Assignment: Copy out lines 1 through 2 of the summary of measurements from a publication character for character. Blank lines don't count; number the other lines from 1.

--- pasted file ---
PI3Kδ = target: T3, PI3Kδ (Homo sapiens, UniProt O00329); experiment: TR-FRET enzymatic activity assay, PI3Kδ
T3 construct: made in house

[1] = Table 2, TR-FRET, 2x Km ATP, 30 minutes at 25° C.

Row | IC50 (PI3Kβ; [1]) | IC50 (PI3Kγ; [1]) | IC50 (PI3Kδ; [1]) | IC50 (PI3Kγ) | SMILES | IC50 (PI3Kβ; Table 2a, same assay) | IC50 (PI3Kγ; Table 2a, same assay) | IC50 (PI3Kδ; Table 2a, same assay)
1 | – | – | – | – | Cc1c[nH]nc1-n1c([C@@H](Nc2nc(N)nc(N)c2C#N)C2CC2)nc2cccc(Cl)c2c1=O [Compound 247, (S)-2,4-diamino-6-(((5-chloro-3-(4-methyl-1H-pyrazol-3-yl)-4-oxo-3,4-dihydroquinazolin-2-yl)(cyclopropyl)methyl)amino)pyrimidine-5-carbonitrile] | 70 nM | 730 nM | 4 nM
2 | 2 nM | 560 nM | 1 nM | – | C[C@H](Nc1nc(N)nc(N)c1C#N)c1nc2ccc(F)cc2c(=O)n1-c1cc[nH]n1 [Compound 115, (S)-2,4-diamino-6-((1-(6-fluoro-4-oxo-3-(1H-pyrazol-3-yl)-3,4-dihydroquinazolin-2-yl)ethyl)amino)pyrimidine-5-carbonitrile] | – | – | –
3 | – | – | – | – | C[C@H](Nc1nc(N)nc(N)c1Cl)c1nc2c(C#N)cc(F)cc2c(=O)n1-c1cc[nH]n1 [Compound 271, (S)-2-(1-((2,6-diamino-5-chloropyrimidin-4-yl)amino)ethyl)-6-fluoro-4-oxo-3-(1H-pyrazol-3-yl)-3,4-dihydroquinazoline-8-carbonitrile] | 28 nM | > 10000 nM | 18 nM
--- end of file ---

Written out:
PI3Kδ = target: T3, PI3Kδ (Homo sapiens, UniProt O00329); experiment: TR-FRET enzymatic activity assay, PI3Kδ
T3 construct: made in house